Survey: Supervisors See Remote Workers As ‘More Easily Replaceable’
Over two-thirds of supervisors who participated in a new poll said they consider employees who work remotely “more easily replaceable,” than onsite workers at their organization.
In addition, the survey found that 62% believe full-time remote work is detrimental to employees’ career objectives and 72% say they would prefer all of their subordinates to be working in the office.
The Alexandria, Virginia-based Society for Human Resource Management conducted the survey of more than 800 supervisors in mid-June and released its findings last week.
The study also found that while employees agree remote work is beneficial and increases performance, a majority (59%) believe working remotely on a permanent basis would diminish their networking opportunities, 55% said it would cause work relationships to suffer, and 54% felt it would require them to work more hours .
“With COVID-19 forcing a leap to remote work in many sectors of our economy, and organizations struggling to determine the best workforce strategies post-pandemic, there’s one fact that can’t be ignored—remote work is not ideal for everyone,” said Johnny C. Taylor, Jr., SHRM-SCP, SHRM’s president and chief executive officer.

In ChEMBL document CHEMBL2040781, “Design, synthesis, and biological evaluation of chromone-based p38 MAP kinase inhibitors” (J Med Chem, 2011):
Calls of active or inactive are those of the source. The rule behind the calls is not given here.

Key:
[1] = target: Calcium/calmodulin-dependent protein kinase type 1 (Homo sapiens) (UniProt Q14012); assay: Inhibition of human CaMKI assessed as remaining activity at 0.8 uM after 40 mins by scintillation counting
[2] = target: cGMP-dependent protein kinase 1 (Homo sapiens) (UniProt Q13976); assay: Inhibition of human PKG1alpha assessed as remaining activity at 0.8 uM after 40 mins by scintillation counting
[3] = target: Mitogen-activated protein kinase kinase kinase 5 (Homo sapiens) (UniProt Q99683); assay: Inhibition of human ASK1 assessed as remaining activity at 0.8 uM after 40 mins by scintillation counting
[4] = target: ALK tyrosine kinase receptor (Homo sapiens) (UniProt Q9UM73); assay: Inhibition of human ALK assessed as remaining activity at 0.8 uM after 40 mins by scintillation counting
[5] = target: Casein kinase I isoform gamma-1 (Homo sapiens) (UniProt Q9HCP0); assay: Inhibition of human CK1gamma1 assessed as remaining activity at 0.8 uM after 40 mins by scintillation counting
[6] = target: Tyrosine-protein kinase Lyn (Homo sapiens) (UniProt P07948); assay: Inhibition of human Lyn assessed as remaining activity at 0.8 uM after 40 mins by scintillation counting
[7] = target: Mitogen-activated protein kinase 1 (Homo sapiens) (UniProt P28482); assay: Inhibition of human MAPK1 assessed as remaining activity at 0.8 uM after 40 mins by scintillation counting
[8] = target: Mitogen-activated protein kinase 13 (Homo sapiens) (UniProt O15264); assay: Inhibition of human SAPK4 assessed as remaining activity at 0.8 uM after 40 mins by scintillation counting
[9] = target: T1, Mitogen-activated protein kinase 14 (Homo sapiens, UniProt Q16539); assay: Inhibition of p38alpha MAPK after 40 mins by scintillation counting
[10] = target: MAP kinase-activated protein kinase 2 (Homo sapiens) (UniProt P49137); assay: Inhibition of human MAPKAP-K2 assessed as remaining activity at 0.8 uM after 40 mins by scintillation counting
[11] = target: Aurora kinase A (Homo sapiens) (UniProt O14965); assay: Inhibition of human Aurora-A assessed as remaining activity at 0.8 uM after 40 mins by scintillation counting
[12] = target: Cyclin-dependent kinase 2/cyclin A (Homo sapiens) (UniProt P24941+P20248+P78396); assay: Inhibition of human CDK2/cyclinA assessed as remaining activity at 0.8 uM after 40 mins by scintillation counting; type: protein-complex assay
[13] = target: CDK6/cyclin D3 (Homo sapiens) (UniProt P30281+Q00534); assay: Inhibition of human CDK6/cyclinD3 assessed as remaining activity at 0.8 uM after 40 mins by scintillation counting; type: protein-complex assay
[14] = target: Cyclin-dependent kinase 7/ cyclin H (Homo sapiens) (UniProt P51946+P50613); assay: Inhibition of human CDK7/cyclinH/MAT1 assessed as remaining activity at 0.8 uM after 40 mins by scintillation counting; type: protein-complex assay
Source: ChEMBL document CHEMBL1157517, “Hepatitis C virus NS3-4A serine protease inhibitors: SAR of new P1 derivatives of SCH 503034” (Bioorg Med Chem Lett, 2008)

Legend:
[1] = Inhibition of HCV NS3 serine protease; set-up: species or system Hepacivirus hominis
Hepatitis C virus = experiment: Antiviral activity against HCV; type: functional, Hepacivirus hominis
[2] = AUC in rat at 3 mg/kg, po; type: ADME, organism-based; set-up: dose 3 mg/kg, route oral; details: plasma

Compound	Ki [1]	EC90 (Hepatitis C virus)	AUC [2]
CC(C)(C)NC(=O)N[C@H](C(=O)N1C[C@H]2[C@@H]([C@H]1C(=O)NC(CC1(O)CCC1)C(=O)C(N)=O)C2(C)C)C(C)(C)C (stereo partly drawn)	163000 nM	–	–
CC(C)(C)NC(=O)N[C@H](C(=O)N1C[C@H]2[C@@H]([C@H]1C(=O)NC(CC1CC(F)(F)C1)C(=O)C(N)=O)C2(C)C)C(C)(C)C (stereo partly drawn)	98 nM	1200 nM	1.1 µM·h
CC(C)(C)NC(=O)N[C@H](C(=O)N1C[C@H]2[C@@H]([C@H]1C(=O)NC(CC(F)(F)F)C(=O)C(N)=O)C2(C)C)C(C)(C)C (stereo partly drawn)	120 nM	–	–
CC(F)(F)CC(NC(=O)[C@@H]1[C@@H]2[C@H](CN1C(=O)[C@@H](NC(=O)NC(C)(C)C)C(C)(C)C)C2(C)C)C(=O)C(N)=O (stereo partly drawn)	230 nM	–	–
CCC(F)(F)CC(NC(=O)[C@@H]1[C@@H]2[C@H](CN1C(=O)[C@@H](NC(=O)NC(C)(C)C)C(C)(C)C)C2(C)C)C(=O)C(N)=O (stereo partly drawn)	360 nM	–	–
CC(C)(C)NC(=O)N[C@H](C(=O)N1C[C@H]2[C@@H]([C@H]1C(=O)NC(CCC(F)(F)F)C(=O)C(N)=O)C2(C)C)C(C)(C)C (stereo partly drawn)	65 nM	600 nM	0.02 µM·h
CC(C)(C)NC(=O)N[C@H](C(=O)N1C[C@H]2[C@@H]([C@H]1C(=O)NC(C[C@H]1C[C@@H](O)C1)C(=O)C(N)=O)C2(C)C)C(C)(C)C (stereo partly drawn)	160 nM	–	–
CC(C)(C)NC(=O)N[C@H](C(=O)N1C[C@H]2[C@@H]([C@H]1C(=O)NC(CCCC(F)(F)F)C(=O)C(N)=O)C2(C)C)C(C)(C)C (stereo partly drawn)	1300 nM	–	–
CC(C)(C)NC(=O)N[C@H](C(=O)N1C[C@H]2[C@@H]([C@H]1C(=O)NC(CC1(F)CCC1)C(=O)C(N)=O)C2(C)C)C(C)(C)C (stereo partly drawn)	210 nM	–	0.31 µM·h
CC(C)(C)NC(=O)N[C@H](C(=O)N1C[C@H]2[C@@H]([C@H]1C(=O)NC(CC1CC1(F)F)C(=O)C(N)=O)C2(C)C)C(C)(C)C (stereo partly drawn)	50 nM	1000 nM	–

“Remote work can offer benefits, but employers need to take a closer look at whether remote and onsite workers have the same opportunities and whether managers have the tools they need to be effective leaders,” he said.
Among the survey’s other finding:
- Fifty-one percent of remote workers say they spent between $100 and $499 on equipment or furniture needed to work remotely;
- Sixty-one percent of remote workers who spent money on equipment or furniture paid for it out of pocket;
- Sixty-seven percent of supervisors say they spend more time supervising remote workers than onsite workers;
- Forty-two percent of supervisors say they sometimes forget about remote workers when assigning tasks;
- Thirty-four percent of remote workers say working remotely on a permanent basis would reduce the number of career opportunities available.
- Twenty-nine percent of remote workers say they will have fewer developmental opportunities while working remotely.
Although women and men have similar responses on most of the ways their career will be impacted by remote work, there are some areas that differed.
For example, 23% of women were more likely to indicate that they will not have the opportunity to form strong work relationships compared to men working remotely (18%).
“These results raise the question of who’s really winning with remote work,” said Taylor. “HR and business leaders need to answer this question to ensure they are able to attract and retain top talent and build an equitable workplace where everyone has the ability to succeed.”
The Society for Human Resource Management surveyed 817 supervisors and just over 3,800 working Americans including those working remotely, online between June 16 and June 19.
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